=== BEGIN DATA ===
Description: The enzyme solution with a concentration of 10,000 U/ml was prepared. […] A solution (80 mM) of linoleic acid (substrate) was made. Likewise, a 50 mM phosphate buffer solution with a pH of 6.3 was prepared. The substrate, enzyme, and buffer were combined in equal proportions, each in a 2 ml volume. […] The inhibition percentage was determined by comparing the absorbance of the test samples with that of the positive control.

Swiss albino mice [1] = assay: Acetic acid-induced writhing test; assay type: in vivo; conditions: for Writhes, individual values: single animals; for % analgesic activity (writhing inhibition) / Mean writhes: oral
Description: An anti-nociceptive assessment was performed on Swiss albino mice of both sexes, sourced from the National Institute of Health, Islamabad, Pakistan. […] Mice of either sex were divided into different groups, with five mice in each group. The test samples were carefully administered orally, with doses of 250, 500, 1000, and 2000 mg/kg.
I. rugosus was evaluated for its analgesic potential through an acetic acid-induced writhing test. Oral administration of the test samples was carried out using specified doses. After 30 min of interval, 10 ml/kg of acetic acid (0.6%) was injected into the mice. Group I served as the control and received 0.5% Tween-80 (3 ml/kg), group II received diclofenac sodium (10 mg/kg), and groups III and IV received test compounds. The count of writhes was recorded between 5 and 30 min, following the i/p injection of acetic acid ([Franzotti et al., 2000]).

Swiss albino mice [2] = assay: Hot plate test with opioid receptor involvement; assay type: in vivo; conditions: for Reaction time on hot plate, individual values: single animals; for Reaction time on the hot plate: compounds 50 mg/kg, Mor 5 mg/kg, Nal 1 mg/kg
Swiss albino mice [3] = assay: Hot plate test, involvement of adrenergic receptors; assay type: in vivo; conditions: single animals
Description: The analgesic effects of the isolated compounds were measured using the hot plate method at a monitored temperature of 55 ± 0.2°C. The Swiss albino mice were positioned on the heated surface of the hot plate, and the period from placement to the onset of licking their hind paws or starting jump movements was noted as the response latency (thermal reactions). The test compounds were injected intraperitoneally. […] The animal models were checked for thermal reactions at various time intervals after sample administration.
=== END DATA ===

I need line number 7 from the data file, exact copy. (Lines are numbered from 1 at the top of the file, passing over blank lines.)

Description: The analgesic effects of the isolated compounds were measured using the hot plate method at a monitored temperature of 55 ± 0.2°C. The Swiss albino mice were positioned on the heated surface of the hot plate, and the period from placement to the onset of licking their hind paws or starting jump movements was noted as the response latency (thermal reactions). The test compounds were injected intraperitoneally. […] The animal models were checked for thermal reactions at various time intervals after sample administration.